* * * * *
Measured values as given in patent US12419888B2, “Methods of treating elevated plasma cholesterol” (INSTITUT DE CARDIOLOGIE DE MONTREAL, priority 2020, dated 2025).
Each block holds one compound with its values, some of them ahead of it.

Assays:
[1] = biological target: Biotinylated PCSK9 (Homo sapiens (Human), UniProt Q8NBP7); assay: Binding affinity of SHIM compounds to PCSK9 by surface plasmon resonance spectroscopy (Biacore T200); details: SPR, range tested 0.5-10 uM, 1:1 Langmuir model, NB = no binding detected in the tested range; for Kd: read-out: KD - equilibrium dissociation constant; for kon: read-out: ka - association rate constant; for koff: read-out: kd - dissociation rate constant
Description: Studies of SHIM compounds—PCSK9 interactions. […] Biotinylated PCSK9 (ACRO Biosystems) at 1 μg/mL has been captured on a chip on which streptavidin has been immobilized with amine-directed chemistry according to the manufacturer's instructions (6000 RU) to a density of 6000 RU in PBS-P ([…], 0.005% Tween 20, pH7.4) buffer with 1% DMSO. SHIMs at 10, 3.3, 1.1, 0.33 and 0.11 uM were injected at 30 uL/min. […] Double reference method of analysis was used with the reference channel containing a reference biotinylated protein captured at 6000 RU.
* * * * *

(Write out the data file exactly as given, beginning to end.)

Measured values as given in patent US12419888B2, “Methods of treating elevated plasma cholesterol” (INSTITUT DE CARDIOLOGIE DE MONTREAL, priority 2020, dated 2025).
Each block holds one compound with its values, some of them ahead of it.

Assays:
[1] = biological target: Biotinylated PCSK9 (Homo sapiens (Human), UniProt Q8NBP7); assay: Binding affinity of SHIM compounds to PCSK9 by surface plasmon resonance spectroscopy (Biacore T200); details: SPR, range tested 0.5-10 uM, 1:1 Langmuir model, NB = no binding detected in the tested range; for Kd: read-out: KD - equilibrium dissociation constant; for kon: read-out: ka - association rate constant; for koff: read-out: kd - dissociation rate constant
Description: Studies of SHIM compounds—PCSK9 interactions. […] Biotinylated PCSK9 (ACRO Biosystems) at 1 μg/mL has been captured on a chip on which streptavidin has been immobilized with amine-directed chemistry according to the manufacturer's instructions (6000 RU) to a density of 6000 RU in PBS-P ([…], 0.005% Tween 20, pH7.4) buffer with 1% DMSO. SHIMs at 10, 3.3, 1.1, 0.33 and 0.11 uM were injected at 30 uL/min. […] Double reference method of analysis was used with the reference channel containing a reference biotinylated protein captured at 6000 RU.